Celebrated food writer, editor, and restaurant critic Ruth Reichl had risen to the pinnacle of her profession as editor-in-chief of Gourmet, when, after ten years at the magazine, publisher Condé Nast decided to close it down. Having held several of the top food editing jobs in America, and already a best-selling author, Reichl was 61 years old and unsure of what to do next. So she did what she most liked to do: she retreated to her kitchen and cooked. Over the course of a year, she tried new recipes, engaged other cooks and eaters on Twitter, and eventually realized she had the makings of a new book, My Kitchen Year: 136 Recipes That Saved My Life (Random House, $35). Organized around the seasons of the year, the book features Reichl’s unique gift for story-telling and will satisfy the most omnivorous eaters, with recipes that run the gamut from pork roast to purslane tacos to nectarine galette.
My favorite parties always feature small plates. Why go through all of the trouble of planning a fine multi-course, sit-down dinner when most people would rather be visiting and popping small bites? That is why I love Martha Stewart’s Appetizers: 200 Recipes for Dips, Spreads, Snacks, Small Plates, and Other Delicious Hors d’Oeuvres, Plus 30 Cocktails (Clarkson Potter, $27.50). This cookbook will help you plan a great small-bite party. It really has it all—from classic recipes like bacon wrapped figs to newer staples like spiced roasted chickpeas. And all of this from one of the most trusted names in entertaining! The recipes are simple and fresh. They will inspire you to have all your friends over for a night in. A night filled with snacks. I don’t think there is a better night than a night in that is filled with snacks.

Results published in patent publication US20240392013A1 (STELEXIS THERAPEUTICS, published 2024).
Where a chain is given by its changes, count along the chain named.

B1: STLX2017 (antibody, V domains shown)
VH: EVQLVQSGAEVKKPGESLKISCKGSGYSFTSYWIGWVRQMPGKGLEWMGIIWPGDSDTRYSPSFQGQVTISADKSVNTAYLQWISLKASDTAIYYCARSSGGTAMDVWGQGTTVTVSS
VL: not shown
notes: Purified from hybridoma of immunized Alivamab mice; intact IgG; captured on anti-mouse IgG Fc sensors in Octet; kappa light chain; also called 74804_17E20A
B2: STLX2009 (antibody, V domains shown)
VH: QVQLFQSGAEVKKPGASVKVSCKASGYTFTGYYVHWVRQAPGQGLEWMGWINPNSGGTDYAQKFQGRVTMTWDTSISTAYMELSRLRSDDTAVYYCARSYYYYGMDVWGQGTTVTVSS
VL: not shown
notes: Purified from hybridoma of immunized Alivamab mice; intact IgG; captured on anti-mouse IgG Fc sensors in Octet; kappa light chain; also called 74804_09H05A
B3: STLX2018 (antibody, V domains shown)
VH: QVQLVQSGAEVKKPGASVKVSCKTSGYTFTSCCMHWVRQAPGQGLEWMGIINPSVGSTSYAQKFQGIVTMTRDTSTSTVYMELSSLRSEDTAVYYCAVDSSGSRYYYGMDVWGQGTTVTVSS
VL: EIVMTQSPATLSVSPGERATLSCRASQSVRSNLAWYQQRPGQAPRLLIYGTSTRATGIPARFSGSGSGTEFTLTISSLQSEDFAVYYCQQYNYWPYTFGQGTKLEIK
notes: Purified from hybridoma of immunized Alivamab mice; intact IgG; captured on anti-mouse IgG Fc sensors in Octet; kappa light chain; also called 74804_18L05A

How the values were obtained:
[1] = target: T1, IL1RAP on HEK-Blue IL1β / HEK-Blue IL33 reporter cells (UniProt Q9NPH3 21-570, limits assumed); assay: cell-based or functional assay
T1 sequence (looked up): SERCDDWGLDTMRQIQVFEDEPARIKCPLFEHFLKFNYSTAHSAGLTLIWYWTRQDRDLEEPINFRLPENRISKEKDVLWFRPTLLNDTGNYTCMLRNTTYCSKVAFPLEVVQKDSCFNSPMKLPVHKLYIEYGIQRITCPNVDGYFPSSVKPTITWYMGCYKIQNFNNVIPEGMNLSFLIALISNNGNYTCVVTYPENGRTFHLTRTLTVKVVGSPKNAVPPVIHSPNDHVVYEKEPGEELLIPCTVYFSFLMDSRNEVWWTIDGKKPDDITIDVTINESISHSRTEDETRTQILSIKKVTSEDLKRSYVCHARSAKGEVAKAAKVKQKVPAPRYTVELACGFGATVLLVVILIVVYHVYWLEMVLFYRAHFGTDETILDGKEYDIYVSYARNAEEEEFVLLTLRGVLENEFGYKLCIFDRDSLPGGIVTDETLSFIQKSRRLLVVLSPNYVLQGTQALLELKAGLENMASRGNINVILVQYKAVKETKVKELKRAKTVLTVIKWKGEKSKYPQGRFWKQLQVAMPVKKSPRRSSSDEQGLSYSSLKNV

In the preface to Eating Words (W.W. Norton, $35), Ruth Reichl says, “We are living in the golden age of food writing.” This spruce anthology, edited by Sandra M. Gilbert and Roger J. Porter, will confirm that assertion. It features the most inclusive selection of food writing that I have encountered. Of course (and thank goodness!) authors like Michael Pollan, Julia Child, and M.F.K. Fisher all make appearances here, but there are also selections from writers not typically identified with culinary literature. Wendell Berry talks to us about the pleasures of eating and connecting to the world. Seamus Heaney’s poem “Oysters” will evoke unexpected feelings for an invertebrate—think David Foster Wallace’s Consider the Lobster, which, as it happens, is also featured here. Erica Jong’s thoughts about the introspective onion will move you to tears. Whether you are new to food literature or are a frequent consumer, your hunger for food lit will be satisfied here.